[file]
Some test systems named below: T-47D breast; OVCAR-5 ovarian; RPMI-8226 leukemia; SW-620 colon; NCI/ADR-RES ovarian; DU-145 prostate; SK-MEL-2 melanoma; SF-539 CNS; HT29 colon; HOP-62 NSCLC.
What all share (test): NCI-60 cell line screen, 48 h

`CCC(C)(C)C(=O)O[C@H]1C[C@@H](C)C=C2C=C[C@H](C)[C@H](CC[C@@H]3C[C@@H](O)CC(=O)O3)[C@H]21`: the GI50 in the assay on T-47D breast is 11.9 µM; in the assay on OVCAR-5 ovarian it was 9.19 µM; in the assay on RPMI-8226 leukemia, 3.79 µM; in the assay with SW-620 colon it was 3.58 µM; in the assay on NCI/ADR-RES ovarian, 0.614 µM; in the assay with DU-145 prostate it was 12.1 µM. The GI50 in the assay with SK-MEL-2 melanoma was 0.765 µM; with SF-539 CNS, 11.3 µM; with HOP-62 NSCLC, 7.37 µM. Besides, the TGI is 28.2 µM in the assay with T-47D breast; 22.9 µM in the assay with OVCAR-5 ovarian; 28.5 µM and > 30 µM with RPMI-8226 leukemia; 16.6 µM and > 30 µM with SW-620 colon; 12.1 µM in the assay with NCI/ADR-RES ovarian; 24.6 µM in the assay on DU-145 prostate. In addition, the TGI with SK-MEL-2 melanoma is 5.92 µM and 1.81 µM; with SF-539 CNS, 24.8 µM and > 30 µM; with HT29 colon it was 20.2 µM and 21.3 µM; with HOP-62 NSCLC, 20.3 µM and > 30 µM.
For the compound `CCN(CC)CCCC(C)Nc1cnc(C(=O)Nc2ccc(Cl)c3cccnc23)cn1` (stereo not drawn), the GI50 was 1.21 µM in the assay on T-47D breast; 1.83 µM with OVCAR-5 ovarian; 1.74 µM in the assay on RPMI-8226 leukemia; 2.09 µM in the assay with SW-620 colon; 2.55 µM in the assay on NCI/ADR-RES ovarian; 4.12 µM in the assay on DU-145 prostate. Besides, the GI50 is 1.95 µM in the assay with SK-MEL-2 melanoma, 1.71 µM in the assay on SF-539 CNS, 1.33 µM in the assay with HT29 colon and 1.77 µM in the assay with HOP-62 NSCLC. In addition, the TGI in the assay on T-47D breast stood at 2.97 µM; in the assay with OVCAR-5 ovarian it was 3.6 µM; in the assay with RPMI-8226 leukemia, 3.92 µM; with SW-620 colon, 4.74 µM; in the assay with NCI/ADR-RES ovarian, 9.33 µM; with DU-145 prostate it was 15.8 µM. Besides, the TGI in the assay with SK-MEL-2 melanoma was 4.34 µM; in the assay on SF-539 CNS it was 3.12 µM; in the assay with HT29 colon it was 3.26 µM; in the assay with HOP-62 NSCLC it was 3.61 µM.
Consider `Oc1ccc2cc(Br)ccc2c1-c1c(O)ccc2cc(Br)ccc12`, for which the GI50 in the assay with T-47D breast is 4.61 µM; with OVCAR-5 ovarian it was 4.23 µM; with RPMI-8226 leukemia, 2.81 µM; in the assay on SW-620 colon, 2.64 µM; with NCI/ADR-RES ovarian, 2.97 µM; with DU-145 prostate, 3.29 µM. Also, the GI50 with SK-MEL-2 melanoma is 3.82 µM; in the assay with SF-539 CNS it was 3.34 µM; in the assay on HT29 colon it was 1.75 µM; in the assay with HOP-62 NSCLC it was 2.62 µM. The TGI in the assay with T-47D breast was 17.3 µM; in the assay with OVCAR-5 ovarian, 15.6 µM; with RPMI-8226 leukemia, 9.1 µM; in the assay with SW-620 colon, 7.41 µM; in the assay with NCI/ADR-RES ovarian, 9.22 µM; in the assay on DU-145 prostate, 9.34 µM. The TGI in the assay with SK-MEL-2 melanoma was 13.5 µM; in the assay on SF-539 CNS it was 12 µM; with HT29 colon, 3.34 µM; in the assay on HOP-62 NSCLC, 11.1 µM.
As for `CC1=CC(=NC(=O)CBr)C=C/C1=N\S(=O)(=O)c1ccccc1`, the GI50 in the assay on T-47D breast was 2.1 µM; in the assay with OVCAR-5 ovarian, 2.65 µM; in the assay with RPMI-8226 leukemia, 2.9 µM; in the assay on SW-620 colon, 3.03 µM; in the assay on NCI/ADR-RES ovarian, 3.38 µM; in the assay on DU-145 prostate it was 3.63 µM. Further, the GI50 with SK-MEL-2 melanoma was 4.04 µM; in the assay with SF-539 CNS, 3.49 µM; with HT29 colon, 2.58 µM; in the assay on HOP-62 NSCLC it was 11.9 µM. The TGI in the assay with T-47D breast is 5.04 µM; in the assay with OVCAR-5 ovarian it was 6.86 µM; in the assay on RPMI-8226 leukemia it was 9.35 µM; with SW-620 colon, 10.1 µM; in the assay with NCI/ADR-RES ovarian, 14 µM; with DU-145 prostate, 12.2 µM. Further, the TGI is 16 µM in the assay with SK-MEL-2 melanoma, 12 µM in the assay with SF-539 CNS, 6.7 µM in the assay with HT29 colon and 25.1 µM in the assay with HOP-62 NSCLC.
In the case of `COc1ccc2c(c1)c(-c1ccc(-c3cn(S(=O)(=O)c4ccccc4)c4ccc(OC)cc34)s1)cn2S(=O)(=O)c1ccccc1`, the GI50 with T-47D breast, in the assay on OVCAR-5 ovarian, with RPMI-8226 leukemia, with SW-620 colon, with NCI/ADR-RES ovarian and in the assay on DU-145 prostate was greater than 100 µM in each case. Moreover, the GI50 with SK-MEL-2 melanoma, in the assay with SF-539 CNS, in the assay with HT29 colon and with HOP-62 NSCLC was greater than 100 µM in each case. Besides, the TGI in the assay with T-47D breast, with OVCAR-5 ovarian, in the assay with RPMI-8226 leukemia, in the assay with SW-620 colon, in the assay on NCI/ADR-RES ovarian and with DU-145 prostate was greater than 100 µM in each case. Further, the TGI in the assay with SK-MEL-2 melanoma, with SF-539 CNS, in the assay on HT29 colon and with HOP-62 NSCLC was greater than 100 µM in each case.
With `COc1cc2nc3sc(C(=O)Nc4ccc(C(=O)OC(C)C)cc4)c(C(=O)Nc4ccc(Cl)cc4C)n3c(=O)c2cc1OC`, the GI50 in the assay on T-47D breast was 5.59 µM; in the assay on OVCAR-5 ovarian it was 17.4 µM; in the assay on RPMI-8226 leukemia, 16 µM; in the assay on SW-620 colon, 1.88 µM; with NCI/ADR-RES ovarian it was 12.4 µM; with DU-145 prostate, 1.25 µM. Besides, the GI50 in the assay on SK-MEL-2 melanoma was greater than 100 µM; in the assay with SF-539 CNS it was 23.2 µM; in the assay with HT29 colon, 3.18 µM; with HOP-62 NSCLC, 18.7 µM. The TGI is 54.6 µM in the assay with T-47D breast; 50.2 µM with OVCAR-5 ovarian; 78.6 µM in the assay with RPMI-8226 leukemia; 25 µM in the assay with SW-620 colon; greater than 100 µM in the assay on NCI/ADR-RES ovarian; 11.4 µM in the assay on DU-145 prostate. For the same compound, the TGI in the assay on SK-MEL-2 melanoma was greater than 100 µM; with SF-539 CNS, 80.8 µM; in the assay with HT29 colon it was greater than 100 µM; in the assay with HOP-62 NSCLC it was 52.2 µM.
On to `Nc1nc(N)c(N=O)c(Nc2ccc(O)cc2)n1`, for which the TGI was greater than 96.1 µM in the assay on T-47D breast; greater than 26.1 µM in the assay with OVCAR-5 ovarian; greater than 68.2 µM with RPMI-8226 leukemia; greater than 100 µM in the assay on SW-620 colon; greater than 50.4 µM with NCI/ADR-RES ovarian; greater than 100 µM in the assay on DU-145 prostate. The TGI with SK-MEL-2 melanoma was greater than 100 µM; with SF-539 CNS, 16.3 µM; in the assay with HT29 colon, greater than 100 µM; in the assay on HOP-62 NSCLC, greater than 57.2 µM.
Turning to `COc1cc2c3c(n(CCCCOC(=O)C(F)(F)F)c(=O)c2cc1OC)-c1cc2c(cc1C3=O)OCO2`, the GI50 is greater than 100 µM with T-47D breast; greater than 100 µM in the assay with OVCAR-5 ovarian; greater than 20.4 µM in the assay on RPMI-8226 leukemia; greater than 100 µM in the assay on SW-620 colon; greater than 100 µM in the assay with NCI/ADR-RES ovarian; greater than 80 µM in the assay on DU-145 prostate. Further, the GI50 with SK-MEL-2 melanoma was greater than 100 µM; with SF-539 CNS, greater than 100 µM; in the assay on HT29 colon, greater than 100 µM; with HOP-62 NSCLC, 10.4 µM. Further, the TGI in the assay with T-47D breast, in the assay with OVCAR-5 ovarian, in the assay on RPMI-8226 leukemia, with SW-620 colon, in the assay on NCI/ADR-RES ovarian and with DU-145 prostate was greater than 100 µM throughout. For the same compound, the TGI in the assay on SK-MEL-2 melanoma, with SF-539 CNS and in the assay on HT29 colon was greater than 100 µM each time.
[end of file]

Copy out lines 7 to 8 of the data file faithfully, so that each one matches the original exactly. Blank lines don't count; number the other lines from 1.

In the case of `COc1ccc2c(c1)c(-c1ccc(-c3cn(S(=O)(=O)c4ccccc4)c4ccc(OC)cc34)s1)cn2S(=O)(=O)c1ccccc1`, the GI50 with T-47D breast, in the assay on OVCAR-5 ovarian, with RPMI-8226 leukemia, with SW-620 colon, with NCI/ADR-RES ovarian and in the assay on DU-145 prostate was greater than 100 µM in each case. Moreover, the GI50 with SK-MEL-2 melanoma, in the assay with SF-539 CNS, in the assay with HT29 colon and with HOP-62 NSCLC was greater than 100 µM in each case. Besides, the TGI in the assay with T-47D breast, with OVCAR-5 ovarian, in the assay with RPMI-8226 leukemia, in the assay with SW-620 colon, in the assay on NCI/ADR-RES ovarian and with DU-145 prostate was greater than 100 µM in each case. Further, the TGI in the assay with SK-MEL-2 melanoma, with SF-539 CNS, in the assay on HT29 colon and with HOP-62 NSCLC was greater than 100 µM in each case.
With `COc1cc2nc3sc(C(=O)Nc4ccc(C(=O)OC(C)C)cc4)c(C(=O)Nc4ccc(Cl)cc4C)n3c(=O)c2cc1OC`, the GI50 in the assay on T-47D breast was 5.59 µM; in the assay on OVCAR-5 ovarian it was 17.4 µM; in the assay on RPMI-8226 leukemia, 16 µM; in the assay on SW-620 colon, 1.88 µM; with NCI/ADR-RES ovarian it was 12.4 µM; with DU-145 prostate, 1.25 µM. Besides, the GI50 in the assay on SK-MEL-2 melanoma was greater than 100 µM; in the assay with SF-539 CNS it was 23.2 µM; in the assay with HT29 colon, 3.18 µM; with HOP-62 NSCLC, 18.7 µM. The TGI is 54.6 µM in the assay with T-47D breast; 50.2 µM with OVCAR-5 ovarian; 78.6 µM in the assay with RPMI-8226 leukemia; 25 µM in the assay with SW-620 colon; greater than 100 µM in the assay on NCI/ADR-RES ovarian; 11.4 µM in the assay on DU-145 prostate. For the same compound, the TGI in the assay on SK-MEL-2 melanoma was greater than 100 µM; with SF-539 CNS, 80.8 µM; in the assay with HT29 colon it was greater than 100 µM; in the assay with HOP-62 NSCLC it was 52.2 µM.